Sponsored by: MDMD Powder Metallurgy Committee and FEMS (Federation of European Materials Societies)
Program Organizers: Dr. David L. Bourell, The University of Texas at Austin, Materials Science & Engineering, MC C2201, Austin TX 78712; Dr. Liisa Kuhn-Spearing, Laboratory for the Study of Skeletal Disorders and Rehabilitation, Harvard Medical School, Children's Hospital, 300 Longwood Avenue, Boston MA 02115; Professor Dr. Herbert Gleiter, Karlsruhe Research Center, P.O. Box 3640, D-76021 Karlsruhe, Federal Republic of Germany
Monday, PM Room: Grand G
February 5, 1996 Location: Anaheim Marriott Hotel
Session Chairperson: Dr. David L. Bourell, The University of Texas at Austin, Materials Science & Engineering, MC C2201, Austin TX 78712
NANOSTRUCTURED MATERIALS - AN OVERVIEW: Jörg Weissmüller, National Institute of Standards and Technology, Bldg 223 Rm A153, Gaithersburg MD 20899
Nanocrystalline materials are polycrystals with a grain size of the order of 10 nm. The earliest studies of these materials were motivated by the strive to explore the limits of metastability of solid matter and to create materials with novel properties. Dimensionality effects and the large fraction of atoms in the core of topological defects (the grain boundaries) with non- lattice atomic short- range order contribute to the unique properties of the materials. The recent past has brought considerable progress in the characterization of the grain boundaries and of the microstructure of nanocrystalline solids. Physical properties are determined not only by the grain size (or rather the distribution of sizes), but also by additional parameters reflecting the thermal and mechanical history of the material. A large number of methods is now available for producing powders with nanometer grain size, but the number of fundamental studies of their consolidation behavior is limited, and producing dense volume materials while avoiding excessive grain growth remains a challenge. The need for controlling the sintering process, together with the observation of grain growth at room temperature in some materials, indicates the fundamental importance of exploring schemes for stabilizing the grain size, and/or for producing nanocrystalline dense volume materials directly, circumventing the powder stage.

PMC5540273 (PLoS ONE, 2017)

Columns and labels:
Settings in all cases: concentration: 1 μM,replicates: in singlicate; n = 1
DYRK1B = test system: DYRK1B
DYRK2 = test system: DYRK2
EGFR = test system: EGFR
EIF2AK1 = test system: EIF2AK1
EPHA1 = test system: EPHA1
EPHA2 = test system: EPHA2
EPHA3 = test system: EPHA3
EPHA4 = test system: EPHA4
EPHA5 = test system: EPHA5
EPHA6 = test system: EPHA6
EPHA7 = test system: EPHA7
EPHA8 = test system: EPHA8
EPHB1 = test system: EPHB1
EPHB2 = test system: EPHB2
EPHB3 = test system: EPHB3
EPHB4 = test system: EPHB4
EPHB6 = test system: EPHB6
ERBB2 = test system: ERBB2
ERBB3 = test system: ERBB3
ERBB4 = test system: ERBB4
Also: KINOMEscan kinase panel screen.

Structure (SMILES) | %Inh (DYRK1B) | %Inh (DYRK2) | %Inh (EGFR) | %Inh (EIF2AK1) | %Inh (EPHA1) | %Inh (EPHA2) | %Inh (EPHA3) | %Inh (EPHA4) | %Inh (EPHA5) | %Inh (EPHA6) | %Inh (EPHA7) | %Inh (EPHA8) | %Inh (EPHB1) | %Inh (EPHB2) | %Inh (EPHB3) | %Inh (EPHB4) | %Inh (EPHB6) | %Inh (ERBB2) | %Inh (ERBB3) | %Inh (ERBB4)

NANOSTRUCTURED POWDER SYNTHESIS VIA SELF-ASSEMBLED MEMBRANES: G.M. Chow, M. Markowitz, A. Singh, Laboratory for Molecular Interfacial Interactions, Center for Bio/Molecular Science and Engineering, Code 6930 Naval Research Lab, Washington DC 20375
Nanocrystalline powder can be synthesized using self-assembled molecular membrane structures as reaction vials. This chemical approach has the advantages of producing size-controlled, unagglomerated nanoscale particles. An overview of this approach and our current work at NRL will be presented. In specific, gold and Co/Co(OH)2 nanoparticles have been synthesized inside polymerized vesicles using surface bound palladium ions as catalysts for electroless metallization. HRTEM studies have demonstrated that particle nucleation and growth occurred within the vesicles and that particle growth could be initiated by either single or multiple nucleation sites. Results of formation of nanoscale metal particles using non-polymerized vesicles will also be discussed.
CARBONATED APATITE NANOCRYSTALS FROM BONE: L. Kuhn-Spearing, M.J. Glimcher, Laboratory for the Study of Skeletal Disorders and Rehabilitation, Harvard Medical School, Children's Hospital, Boston MA 02115; H-M. Kim, College of Dentistry, Seoul National University, Seoul, Korea; C. Rey, Laboratoire de Physico-chimie des Solides, I.N.P.T., Toulouse, France
At the microscopic level, bones, antlers and teeth are all composed of numerous, nanometer-sized mineral crystals embedded in an organic matrix. In bone, mineralization is initiated within the organic micro-compartments (40 nm gaps or holes having a 67 nm periodicity) formed when the organic collagen molecules self-assemble into microfibrils. The calcium phosphate crystals (Ca-P) formed in bone are nearly mono-disperse, nm-sized plates of carbonated apatite (a metastable phase of Ca-P), with a unique composition, crystal structure and surface character reflecting the complex biological environment they were nucleated in. A process has been recently developed to isolate and disperse the mineral crystals essentially free of organic matrix -- without any significant change in their composition, overall structure, or internal short range order. The processing, characterization and potential medical applications of the bone mineral crystals will be presented.
NANOCRYSTALLINE PROCESSING FOR STRUCTURAL AND BIO- CERAMICS: Atsushi Nakahira, Department of Chemical Engineering, Darren T. Castro, Department of Materials Science and Engineering, Jackie Y. Ying, Department of Chemical Engineering, Massachusetts Institute of Technology, Cambridge MA 02139